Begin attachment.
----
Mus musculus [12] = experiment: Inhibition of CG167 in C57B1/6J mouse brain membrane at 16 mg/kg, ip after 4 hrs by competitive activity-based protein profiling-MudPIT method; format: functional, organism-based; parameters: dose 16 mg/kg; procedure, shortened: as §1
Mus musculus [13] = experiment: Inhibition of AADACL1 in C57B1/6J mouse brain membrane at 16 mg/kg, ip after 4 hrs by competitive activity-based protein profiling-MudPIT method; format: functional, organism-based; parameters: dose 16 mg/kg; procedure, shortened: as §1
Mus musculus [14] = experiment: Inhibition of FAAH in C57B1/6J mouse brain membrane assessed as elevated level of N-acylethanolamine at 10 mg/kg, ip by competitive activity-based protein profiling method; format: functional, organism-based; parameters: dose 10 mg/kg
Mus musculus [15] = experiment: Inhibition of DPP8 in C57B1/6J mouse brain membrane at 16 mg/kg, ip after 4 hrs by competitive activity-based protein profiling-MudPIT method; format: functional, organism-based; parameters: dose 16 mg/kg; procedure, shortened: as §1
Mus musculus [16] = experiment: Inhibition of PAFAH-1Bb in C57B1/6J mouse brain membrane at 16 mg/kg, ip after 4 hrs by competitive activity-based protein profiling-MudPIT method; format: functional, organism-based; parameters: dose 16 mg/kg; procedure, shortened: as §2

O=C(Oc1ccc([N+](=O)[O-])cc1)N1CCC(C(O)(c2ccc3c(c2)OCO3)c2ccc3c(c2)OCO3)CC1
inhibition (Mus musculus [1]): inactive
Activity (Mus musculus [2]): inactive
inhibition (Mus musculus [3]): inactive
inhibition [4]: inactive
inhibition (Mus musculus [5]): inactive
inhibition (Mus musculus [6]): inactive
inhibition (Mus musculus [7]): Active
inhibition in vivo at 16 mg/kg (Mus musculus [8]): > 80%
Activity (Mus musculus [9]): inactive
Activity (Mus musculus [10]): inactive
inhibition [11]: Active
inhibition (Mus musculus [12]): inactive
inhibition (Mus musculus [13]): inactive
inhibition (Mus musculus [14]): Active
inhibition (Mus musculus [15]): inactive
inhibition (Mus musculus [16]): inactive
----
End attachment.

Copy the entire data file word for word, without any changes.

Mus musculus [12] = experiment: Inhibition of CG167 in C57B1/6J mouse brain membrane at 16 mg/kg, ip after 4 hrs by competitive activity-based protein profiling-MudPIT method; format: functional, organism-based; parameters: dose 16 mg/kg; procedure, shortened: as §1
Mus musculus [13] = experiment: Inhibition of AADACL1 in C57B1/6J mouse brain membrane at 16 mg/kg, ip after 4 hrs by competitive activity-based protein profiling-MudPIT method; format: functional, organism-based; parameters: dose 16 mg/kg; procedure, shortened: as §1
Mus musculus [14] = experiment: Inhibition of FAAH in C57B1/6J mouse brain membrane assessed as elevated level of N-acylethanolamine at 10 mg/kg, ip by competitive activity-based protein profiling method; format: functional, organism-based; parameters: dose 10 mg/kg
Mus musculus [15] = experiment: Inhibition of DPP8 in C57B1/6J mouse brain membrane at 16 mg/kg, ip after 4 hrs by competitive activity-based protein profiling-MudPIT method; format: functional, organism-based; parameters: dose 16 mg/kg; procedure, shortened: as §1
Mus musculus [16] = experiment: Inhibition of PAFAH-1Bb in C57B1/6J mouse brain membrane at 16 mg/kg, ip after 4 hrs by competitive activity-based protein profiling-MudPIT method; format: functional, organism-based; parameters: dose 16 mg/kg; procedure, shortened: as §2

O=C(Oc1ccc([N+](=O)[O-])cc1)N1CCC(C(O)(c2ccc3c(c2)OCO3)c2ccc3c(c2)OCO3)CC1
inhibition (Mus musculus [1]): inactive
Activity (Mus musculus [2]): inactive
inhibition (Mus musculus [3]): inactive
inhibition [4]: inactive
inhibition (Mus musculus [5]): inactive
inhibition (Mus musculus [6]): inactive
inhibition (Mus musculus [7]): Active
inhibition in vivo at 16 mg/kg (Mus musculus [8]): > 80%
Activity (Mus musculus [9]): inactive
Activity (Mus musculus [10]): inactive
inhibition [11]: Active
inhibition (Mus musculus [12]): inactive
inhibition (Mus musculus [13]): inactive
inhibition (Mus musculus [14]): Active
inhibition (Mus musculus [15]): inactive
inhibition (Mus musculus [16]): inactive